Newark has some of the worst schools in the nation despite spending absurd amounts of money on them. It’s a billion dollar school district that routinely gets ten-cent performance. Twenty years ago, the neglect and corruption was so bad that the state took over. But that has not improved things.
A few years ago, Christ Christie and Cory Booker, backed by $100 million from Mark Zuckerberg, pushed to overhaul the school system. The result, spelled out in this long and depressing New Yorker piece, was just another chapter of catastrophe. Some plans were made — maybe good plans, maybe crappy ones. But before you could say “Joe Clark”, the entrenched establishment took over. The union grudgingly agreed to pay bonuses to teachers who did well. But the price was insane:
The union demanded thirty-one million dollars in back pay for the two years that teachers had worked without raises—more than five times what top teachers would receive in merit bonuses under the three-year contract. Zuckerberg covered the expense, knowing that other investors would find the concession unpalatable. The total cost of the contract was about fifty million dollars. The Foundation for Newark’s Future also agreed to Anderson’s request to set aside another forty million dollars for a principals’ contract and other labor expenses. Zuckerberg had hoped that promising new teachers would move quickly up the pay scale, but the district couldn’t afford that along with the salaries of veteran teachers, of whom five hundred and sixty earned more than ninety-two thousand dollars a year. A new teacher consistently rated effective would have to work nine years before making sixty thousand dollars.
The seniority protections proved even more costly. School closings and other personnel moves had left the district with three hundred and fifty teachers that the renew principals hadn’t selected. If Anderson simply laid them off, those with seniority could “bump” junior colleagues. She said this would have a “catastrophic effect” on student achievement: “Kids have only one year in third grade.” She kept them all on at full pay, at more than fifty million dollars over two years, according to testimony at the 2013 budget hearing, assigning them support duties in schools.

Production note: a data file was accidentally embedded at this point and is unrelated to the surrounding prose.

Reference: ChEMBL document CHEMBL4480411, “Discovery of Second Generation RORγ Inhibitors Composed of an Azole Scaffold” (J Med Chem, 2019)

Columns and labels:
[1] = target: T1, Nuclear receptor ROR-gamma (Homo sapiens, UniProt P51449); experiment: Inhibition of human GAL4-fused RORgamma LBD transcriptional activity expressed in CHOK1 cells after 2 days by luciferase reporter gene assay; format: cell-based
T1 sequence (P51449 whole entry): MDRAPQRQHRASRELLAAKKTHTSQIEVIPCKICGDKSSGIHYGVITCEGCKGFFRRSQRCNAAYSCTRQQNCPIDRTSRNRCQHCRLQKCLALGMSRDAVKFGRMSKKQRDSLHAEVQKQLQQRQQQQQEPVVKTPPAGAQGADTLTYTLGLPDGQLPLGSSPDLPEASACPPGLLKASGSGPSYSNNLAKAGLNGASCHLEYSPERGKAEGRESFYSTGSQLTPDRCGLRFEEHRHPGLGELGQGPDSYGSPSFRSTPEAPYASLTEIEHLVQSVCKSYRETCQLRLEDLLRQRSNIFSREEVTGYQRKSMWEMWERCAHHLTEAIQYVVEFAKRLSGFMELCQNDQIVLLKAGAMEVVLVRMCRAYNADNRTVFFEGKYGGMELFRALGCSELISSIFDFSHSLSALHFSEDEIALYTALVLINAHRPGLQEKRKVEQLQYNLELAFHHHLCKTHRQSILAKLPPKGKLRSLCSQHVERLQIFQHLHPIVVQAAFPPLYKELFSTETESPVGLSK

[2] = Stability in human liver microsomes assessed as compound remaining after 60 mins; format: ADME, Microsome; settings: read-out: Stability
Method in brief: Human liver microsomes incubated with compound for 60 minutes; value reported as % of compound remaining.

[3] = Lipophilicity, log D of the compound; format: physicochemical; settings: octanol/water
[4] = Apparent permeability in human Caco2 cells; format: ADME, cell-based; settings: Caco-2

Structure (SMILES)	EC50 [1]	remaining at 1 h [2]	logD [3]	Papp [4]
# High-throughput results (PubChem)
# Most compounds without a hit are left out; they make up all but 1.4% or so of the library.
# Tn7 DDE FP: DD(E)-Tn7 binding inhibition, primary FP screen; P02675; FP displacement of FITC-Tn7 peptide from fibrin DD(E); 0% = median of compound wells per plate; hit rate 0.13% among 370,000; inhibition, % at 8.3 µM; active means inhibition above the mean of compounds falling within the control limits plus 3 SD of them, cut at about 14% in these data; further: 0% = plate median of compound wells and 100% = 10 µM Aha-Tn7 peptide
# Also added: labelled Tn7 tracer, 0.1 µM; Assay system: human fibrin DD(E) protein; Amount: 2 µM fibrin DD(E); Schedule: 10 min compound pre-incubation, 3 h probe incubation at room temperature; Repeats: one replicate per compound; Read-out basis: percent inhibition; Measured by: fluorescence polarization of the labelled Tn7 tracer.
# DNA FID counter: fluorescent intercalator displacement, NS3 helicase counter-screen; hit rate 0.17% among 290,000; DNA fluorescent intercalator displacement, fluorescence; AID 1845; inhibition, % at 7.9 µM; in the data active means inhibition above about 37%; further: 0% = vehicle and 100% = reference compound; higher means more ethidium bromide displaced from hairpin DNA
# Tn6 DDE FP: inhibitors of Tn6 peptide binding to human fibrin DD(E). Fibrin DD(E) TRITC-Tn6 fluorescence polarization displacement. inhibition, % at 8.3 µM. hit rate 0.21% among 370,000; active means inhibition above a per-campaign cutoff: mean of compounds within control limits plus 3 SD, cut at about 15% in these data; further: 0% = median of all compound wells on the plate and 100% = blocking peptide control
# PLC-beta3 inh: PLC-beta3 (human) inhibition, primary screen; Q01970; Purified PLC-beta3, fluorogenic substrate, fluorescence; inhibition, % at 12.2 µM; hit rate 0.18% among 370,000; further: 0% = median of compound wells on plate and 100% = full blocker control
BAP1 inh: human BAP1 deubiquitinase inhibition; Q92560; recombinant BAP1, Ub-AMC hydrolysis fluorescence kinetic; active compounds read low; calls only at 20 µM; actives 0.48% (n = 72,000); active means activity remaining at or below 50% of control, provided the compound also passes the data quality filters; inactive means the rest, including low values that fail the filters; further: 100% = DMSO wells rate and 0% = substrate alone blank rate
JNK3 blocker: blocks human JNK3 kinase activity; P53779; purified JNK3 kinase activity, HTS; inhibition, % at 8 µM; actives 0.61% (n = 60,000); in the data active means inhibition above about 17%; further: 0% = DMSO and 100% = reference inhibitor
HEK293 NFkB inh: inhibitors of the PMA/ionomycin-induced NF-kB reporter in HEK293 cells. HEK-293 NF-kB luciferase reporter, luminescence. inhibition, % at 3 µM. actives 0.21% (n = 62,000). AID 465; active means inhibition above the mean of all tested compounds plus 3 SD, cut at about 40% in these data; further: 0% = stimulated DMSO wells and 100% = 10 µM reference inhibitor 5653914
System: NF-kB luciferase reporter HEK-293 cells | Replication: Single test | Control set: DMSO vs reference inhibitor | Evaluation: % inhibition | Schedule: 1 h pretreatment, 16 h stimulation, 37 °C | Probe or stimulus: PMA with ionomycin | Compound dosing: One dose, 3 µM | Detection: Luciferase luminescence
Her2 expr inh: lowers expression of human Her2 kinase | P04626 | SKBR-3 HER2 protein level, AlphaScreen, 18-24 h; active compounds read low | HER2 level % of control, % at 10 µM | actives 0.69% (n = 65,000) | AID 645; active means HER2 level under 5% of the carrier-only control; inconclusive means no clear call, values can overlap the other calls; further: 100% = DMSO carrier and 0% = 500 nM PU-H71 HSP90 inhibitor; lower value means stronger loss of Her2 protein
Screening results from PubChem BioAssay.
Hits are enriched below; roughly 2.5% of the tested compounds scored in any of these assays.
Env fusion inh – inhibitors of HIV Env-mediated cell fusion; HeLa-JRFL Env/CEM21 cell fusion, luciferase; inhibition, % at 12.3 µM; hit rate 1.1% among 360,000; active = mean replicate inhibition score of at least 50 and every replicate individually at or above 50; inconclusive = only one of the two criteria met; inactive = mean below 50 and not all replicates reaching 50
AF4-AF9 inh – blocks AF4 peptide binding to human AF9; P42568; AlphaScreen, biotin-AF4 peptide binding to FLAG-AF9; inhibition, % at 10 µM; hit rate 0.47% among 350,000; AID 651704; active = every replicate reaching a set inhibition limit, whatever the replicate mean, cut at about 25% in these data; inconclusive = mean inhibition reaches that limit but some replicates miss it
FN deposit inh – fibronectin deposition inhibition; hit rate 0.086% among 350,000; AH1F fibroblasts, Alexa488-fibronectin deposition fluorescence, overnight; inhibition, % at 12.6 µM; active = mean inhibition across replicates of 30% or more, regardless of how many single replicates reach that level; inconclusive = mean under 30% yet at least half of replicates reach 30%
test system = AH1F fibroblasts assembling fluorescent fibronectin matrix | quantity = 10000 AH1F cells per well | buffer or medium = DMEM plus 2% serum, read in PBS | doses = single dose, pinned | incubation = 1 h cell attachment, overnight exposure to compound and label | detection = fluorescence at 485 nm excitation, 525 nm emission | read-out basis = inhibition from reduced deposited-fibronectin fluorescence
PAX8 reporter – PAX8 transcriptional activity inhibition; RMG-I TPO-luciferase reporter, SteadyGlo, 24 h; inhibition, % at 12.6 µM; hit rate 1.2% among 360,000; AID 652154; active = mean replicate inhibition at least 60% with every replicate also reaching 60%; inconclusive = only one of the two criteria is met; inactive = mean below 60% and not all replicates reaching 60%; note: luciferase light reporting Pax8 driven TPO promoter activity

The superintendent ran into a firestorm of opposition to any proposed changes. Some of the proposals were probably bad ideas, true. And she handled it poorly, spending more time and effort talking to outside consultants than to parents and local politicians. But in the end, the people did what they always do: rallied to the anti-reformers. This culminated in one of the ringleaders against reform and a shill for the unions being elected mayor on Tuesday. So the people of Newark can look forward to more spending, more bullshit and more failure. Three years and hundreds of millions burned for nothing. It was exactly what I feared would happen when I heard of Zuckerberg’s plans.
Oh, wait. There’s one group that did well. You’ll find them throughout the piece:
Ultimately, Zuckerberg and matching donors paid the firm and its consultants $2.8 million, although Cerf emphasized that he personally accepted no pay, and he left the firm in December, 2010.
During the next two years, more than twenty million dollars of Zuckerberg’s gift and matching donations went to consulting firms with various specialties:
With a federal school-improvement grant, he extended the school day, introduced small learning academies, greatly intensified test prep, and hired consultants to improve literacy instruction.
Using $1.8 million from the Foundation for Newark’s Future, she hired the nonprofit consulting group TNTP, in part to develop more rigorous evaluation systems. In her first year, the foundation gave her a four-million-dollar grant to hire consultants at her own discretion.
Anderson spent much of the fall working with data analysts from the Parthenon Group, an international consulting firm that received roughly three million dollars over two years from Newark philanthropy.
This is education reform in the United States. This is Arne Duncan’s America. Consultants and professional “educators” are paid millions to come up with elaborate plans. Sometimes those plans are implemented in a half-assed way. The teachers scramble to meet whatever metric or scheme has been handed down. The plan fails. More money is spent. More consultants are hired. More concessions are made to the unions. The leaders of the reform get elected to higher office. And ultimately nothing changes. Later rinse repeat.
It’s a pretty sweet gig if you’re a politician or a consultant or an “educator”. The only people that lose, really, are the taxpayers. And the kids. And the parents. And the actual teachers.
The more I read stories like this, the more I come to believe that it is impossible to fix the system. The interests, at least in Democrat-run inner cities, are too entrenched and far too skilled at manipulating the public and the media. I’m not going to say I’m in favor of privatizing the whole smash just yet. But … man … when I read something like this it makes that option look awfully tempting.